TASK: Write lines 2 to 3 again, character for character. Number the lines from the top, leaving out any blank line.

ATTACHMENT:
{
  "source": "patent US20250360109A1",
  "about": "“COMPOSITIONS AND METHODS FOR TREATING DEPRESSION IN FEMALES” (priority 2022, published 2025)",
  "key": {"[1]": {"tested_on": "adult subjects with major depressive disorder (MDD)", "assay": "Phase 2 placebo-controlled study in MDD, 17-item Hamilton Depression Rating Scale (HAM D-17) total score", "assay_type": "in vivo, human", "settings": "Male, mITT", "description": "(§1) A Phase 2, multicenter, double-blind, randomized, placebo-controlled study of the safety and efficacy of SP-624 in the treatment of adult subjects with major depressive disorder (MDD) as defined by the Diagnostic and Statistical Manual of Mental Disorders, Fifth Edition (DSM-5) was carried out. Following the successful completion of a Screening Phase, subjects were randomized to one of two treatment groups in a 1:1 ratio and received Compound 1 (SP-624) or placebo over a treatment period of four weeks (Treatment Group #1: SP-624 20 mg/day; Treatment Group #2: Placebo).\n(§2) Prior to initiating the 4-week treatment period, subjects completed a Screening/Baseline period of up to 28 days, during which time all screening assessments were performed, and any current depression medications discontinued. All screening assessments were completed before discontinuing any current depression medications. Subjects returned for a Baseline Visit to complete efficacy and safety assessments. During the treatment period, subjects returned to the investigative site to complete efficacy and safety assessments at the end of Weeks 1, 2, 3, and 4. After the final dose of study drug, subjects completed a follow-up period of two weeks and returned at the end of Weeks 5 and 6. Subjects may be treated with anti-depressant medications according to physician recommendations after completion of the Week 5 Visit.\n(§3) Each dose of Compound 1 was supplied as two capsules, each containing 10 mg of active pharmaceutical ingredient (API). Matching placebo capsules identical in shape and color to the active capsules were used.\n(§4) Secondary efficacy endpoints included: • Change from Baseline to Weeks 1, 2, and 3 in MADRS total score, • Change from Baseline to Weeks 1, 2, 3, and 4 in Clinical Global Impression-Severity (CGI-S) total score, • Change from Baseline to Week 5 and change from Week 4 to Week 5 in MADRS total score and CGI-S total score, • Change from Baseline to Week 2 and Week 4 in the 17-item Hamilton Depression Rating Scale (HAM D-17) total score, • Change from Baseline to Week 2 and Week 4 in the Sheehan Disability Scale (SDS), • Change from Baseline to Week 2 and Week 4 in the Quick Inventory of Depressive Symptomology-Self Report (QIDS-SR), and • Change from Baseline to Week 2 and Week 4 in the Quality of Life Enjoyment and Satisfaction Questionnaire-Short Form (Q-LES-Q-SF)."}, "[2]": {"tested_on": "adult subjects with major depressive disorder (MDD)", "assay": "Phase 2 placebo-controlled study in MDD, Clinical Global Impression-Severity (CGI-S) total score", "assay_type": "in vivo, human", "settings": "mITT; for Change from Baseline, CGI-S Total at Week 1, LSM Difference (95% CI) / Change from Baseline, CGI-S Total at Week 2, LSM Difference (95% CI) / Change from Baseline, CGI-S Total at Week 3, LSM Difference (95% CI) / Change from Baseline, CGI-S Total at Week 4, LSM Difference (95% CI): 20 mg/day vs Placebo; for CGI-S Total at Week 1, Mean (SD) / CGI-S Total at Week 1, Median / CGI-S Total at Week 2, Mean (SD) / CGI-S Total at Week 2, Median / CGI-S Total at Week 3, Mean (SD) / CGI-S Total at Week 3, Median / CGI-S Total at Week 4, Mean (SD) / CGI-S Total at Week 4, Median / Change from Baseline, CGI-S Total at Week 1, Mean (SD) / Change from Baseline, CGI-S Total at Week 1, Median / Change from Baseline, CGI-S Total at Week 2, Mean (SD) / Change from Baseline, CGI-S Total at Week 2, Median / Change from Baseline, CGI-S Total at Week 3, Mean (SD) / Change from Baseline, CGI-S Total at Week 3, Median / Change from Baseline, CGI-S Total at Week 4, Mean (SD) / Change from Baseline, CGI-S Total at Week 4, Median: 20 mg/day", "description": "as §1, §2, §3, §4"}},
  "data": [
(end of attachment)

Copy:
  "source": "patent US20250360109A1",
  "about": "“COMPOSITIONS AND METHODS FOR TREATING DEPRESSION IN FEMALES” (priority 2022, published 2025)",